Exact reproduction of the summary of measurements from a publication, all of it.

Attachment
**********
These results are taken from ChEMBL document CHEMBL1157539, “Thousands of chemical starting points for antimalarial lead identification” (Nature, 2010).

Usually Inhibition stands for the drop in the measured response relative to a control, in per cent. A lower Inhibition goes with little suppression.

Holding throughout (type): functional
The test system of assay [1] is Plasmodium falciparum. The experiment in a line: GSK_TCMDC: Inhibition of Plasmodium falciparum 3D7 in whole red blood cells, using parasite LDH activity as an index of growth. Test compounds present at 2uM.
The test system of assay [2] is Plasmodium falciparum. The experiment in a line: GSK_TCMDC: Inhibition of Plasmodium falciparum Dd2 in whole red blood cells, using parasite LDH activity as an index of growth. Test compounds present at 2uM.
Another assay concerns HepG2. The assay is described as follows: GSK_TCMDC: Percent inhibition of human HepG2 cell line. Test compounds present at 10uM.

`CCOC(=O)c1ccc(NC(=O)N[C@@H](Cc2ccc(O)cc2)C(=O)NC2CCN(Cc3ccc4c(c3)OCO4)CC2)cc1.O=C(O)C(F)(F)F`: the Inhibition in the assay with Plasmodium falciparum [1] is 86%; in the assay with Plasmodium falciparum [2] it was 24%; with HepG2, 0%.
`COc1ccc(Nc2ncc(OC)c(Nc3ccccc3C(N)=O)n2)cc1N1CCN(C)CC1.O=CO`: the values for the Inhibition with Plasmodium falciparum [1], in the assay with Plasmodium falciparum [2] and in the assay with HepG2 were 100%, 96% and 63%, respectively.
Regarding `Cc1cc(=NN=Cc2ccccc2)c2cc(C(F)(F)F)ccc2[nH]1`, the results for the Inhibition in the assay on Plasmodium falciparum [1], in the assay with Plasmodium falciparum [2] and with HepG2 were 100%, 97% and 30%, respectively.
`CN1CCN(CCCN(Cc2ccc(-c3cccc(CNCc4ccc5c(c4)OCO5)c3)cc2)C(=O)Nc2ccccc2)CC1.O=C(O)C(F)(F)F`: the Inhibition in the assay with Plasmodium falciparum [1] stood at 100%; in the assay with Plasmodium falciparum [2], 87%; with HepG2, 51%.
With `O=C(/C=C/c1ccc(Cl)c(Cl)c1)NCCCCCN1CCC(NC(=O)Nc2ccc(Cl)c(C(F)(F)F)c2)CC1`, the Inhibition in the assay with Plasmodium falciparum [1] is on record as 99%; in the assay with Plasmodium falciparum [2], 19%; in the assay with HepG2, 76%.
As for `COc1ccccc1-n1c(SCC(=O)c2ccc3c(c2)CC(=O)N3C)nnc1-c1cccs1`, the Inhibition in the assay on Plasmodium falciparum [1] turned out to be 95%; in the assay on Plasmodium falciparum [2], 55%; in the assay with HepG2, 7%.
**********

These results are taken from ChEMBL document CHEMBL1157539, “Thousands of chemical starting points for antimalarial lead identification” (Nature, 2010).

Usually Inhibition stands for the drop in the measured response relative to a control, in per cent. A lower Inhibition goes with little suppression.

Holding throughout (type): functional
The test system of assay [1] is Plasmodium falciparum. The experiment in a line: GSK_TCMDC: Inhibition of Plasmodium falciparum 3D7 in whole red blood cells, using parasite LDH activity as an index of growth. Test compounds present at 2uM.
The test system of assay [2] is Plasmodium falciparum. The experiment in a line: GSK_TCMDC: Inhibition of Plasmodium falciparum Dd2 in whole red blood cells, using parasite LDH activity as an index of growth. Test compounds present at 2uM.
Another assay concerns HepG2. The assay is described as follows: GSK_TCMDC: Percent inhibition of human HepG2 cell line. Test compounds present at 10uM.

`CCOC(=O)c1ccc(NC(=O)N[C@@H](Cc2ccc(O)cc2)C(=O)NC2CCN(Cc3ccc4c(c3)OCO4)CC2)cc1.O=C(O)C(F)(F)F`: the Inhibition in the assay with Plasmodium falciparum [1] is 86%; in the assay with Plasmodium falciparum [2] it was 24%; with HepG2, 0%.
`COc1ccc(Nc2ncc(OC)c(Nc3ccccc3C(N)=O)n2)cc1N1CCN(C)CC1.O=CO`: the values for the Inhibition with Plasmodium falciparum [1], in the assay with Plasmodium falciparum [2] and in the assay with HepG2 were 100%, 96% and 63%, respectively.
Regarding `Cc1cc(=NN=Cc2ccccc2)c2cc(C(F)(F)F)ccc2[nH]1`, the results for the Inhibition in the assay on Plasmodium falciparum [1], in the assay with Plasmodium falciparum [2] and with HepG2 were 100%, 97% and 30%, respectively.
`CN1CCN(CCCN(Cc2ccc(-c3cccc(CNCc4ccc5c(c4)OCO5)c3)cc2)C(=O)Nc2ccccc2)CC1.O=C(O)C(F)(F)F`: the Inhibition in the assay with Plasmodium falciparum [1] stood at 100%; in the assay with Plasmodium falciparum [2], 87%; with HepG2, 51%.
With `O=C(/C=C/c1ccc(Cl)c(Cl)c1)NCCCCCN1CCC(NC(=O)Nc2ccc(Cl)c(C(F)(F)F)c2)CC1`, the Inhibition in the assay with Plasmodium falciparum [1] is on record as 99%; in the assay with Plasmodium falciparum [2], 19%; in the assay with HepG2, 76%.
As for `COc1ccccc1-n1c(SCC(=O)c2ccc3c(c2)CC(=O)N3C)nnc1-c1cccs1`, the Inhibition in the assay on Plasmodium falciparum [1] turned out to be 95%; in the assay on Plasmodium falciparum [2], 55%; in the assay with HepG2, 7%.